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So shuts the moping bird of night
Her feeble eyes against the light,

That glads the cheerful day ;
And when prevailing darkness reigns,
Thro' groves obscene, or dreary plains,

She wings her dubious way.
Consult the blue expanse on high,
The blush that paints the morning sky,

The cloud that nimbly rides,
The orbs that mark with lustre bright
The spangled mantle of the night,
Who there

supreme

resides.
Question the gaudy Aowers around,
That scent the air, or paint the ground,

Whose influence they obey :
Whose hand imparts the various dyes,
At whose command they bud and rise,

At whose command decay.
Say ye, on down, or mountain steep,
That stately tread, or lowly creep;

And ye aerial throng,
That cheer the woodland scene and fields
With vocal strains ; whose bounty yields,

Or sustenance or song :

Who, in the ocean's waste domain,
The tenants of the watry plain

With liberal hand supplies ?

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The floods in icy fetters binds,
Smooths the rough surge, and lulls the winds,

Or bids the tempest rise?
Nature in every mystic scene
Declares a plastic author's reign :

Above the morning's wings, Beyond the sea's remotest tides, Beneath the daedal earth resides

Th' Almighty King of Kings.

ODE IV.

THE ENTHUSIAST.

BY WILLIAM WHITEHEAD, ESQ.

(Late Poet-Laureat. )

Once, I remember well the day, •Twas ere the blooming sweets of May

Had lost their freshest hues: When every flower on ev'ry hill, In ev'ry vale had drank its fill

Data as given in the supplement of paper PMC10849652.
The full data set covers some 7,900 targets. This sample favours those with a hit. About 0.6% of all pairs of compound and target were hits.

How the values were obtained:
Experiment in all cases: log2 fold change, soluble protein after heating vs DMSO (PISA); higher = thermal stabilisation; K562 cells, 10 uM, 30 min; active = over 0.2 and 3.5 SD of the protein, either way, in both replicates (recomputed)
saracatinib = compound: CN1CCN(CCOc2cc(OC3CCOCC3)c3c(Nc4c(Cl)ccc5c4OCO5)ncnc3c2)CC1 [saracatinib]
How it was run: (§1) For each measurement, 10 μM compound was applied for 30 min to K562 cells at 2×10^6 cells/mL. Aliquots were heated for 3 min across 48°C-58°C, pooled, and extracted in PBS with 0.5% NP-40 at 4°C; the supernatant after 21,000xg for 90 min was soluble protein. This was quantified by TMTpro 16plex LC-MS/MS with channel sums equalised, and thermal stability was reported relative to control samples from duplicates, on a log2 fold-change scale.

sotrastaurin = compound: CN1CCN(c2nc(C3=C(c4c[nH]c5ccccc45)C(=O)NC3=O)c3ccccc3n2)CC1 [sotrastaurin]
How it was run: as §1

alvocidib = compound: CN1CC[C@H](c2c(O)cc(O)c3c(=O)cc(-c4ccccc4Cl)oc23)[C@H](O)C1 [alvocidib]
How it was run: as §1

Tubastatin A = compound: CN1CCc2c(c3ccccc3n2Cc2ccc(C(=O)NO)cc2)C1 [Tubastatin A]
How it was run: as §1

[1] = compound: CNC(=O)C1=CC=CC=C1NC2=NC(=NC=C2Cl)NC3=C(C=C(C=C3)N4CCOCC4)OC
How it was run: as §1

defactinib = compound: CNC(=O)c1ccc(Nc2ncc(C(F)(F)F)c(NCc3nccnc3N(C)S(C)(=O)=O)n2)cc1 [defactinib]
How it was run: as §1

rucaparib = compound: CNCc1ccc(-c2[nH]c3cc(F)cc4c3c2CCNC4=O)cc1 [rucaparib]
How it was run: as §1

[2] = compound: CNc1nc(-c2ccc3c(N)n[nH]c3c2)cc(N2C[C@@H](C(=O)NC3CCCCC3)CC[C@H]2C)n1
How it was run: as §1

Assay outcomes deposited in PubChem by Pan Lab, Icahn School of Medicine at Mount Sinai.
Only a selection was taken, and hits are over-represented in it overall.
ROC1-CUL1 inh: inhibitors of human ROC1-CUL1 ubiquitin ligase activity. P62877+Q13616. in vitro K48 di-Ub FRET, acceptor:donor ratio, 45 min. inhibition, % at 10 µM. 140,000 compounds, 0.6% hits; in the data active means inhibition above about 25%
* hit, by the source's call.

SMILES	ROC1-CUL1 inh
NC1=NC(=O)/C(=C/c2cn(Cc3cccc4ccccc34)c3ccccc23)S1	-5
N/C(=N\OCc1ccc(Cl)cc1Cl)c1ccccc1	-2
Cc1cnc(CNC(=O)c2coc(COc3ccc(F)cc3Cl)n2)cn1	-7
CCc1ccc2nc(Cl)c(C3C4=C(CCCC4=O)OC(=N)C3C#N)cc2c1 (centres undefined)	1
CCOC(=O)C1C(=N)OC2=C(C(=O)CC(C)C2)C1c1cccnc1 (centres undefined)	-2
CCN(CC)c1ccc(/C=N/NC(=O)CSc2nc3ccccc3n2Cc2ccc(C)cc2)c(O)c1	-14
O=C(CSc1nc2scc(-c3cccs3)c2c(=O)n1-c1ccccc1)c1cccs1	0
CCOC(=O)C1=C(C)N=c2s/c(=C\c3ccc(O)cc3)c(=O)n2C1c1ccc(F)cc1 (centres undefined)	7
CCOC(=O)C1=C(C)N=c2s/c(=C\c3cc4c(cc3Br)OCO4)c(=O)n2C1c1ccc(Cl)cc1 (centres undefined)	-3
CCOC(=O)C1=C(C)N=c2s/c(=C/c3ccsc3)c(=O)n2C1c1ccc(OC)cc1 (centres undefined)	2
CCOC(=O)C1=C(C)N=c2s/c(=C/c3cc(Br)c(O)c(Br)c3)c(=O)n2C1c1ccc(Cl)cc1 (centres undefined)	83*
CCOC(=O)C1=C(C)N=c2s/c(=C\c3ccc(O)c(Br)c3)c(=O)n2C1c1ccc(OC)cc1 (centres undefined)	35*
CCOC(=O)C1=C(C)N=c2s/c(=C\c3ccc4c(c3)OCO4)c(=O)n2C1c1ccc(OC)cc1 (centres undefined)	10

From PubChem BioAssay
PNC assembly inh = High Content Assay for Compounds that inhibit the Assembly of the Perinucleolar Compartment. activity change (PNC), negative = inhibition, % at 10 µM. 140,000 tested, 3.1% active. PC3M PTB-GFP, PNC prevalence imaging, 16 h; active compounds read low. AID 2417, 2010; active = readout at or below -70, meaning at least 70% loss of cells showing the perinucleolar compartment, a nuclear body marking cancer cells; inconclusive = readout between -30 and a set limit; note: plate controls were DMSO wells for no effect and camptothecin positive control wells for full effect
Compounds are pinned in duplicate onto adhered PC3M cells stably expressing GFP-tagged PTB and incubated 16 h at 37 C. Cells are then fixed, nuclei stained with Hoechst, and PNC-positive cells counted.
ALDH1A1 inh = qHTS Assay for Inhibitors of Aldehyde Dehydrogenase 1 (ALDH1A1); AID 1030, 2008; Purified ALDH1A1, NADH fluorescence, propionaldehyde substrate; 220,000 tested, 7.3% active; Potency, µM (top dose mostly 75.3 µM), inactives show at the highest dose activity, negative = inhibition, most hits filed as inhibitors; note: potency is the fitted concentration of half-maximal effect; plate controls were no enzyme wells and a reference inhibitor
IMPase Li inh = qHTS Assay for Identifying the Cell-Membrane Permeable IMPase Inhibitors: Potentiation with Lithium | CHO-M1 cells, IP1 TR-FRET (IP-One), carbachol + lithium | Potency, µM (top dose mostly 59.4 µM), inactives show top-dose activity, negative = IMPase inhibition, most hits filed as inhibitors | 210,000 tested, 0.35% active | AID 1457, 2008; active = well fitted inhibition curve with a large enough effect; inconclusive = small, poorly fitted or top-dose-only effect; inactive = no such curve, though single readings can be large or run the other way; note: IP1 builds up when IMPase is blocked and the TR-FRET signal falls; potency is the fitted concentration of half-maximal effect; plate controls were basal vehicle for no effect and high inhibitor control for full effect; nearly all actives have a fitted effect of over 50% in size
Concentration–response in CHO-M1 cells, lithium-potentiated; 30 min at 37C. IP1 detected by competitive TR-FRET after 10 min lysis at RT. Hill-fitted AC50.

Of sun-shine and of dews.

In short, 'twas that sweet season's prime,
When Spring gives up the reins of Time

To Summer's glowing hand,
And doubting mortals hardly know,
By whose command the breezes blow

Which fan the smiling land.

'Twas then, beside a green-wood shade, Which cloth'd a lawn's aspiring head,

I urg'd my devious way,
With loitering steps regardless where,
So soft, so genial was the air,

So wondrous bright the day.

And now my eyes with transport rove
O’er all the blue expanse above,

Unbroken by a cloud!
And now beneath delighted pass,
Where, winding through the deep-green grass,

A full brimm'd river flow'd.

I stop,

I
gaze;

in accents rude, To thee, serenest Solitude,

Burst forth th' unbidden lay; “ Begone, vile world, the learn'd, the wise, The great, the busy I despise,

And pity e'en the gay.

« These, these are joys alone, I cry;
'Tis here, divine Philosophy,

Thou deign'st to fix thy thronel
Here Contemplation points the road
Thro' Nature's charms to Nature's God!

These, these are joys alone!

“ Adieu, ye vain low-thoughted cares, Ye human hopes, and human fears,

Ye pleasures and ye pains !" While thus I spake, o'er all my

soul A philosophic calmness stole,

A stoic stillness reigns.

The tyrant passions all subside;
Fear, anger, pity, shame, and pride,

No more my bosom move :
Yet still I felt, or seem to feel,
A kind of visionary zeal

Of universal love.

When lo! a voice, a voice I hear ! 'Twas Reason whisper'd in my ear

These monitory strains : « What mean'st thou, many would'st thou unbind The ties which constitute thy kind,

The pleasures and the pains?

“ The same Almighty Power unseen,
Who spreads the gay or solemn scene

To Contemplation's eye,
Fix'd every movement of the soul,
Taught every wish its destin'd goal,

And quicken'd every joy.

« He bids the tyrant passions rage,
He bids them war eternal wage,

And combat each his foe:
Till from dissentions concord rise,
And beauties from deformities,

And happiness from woe.

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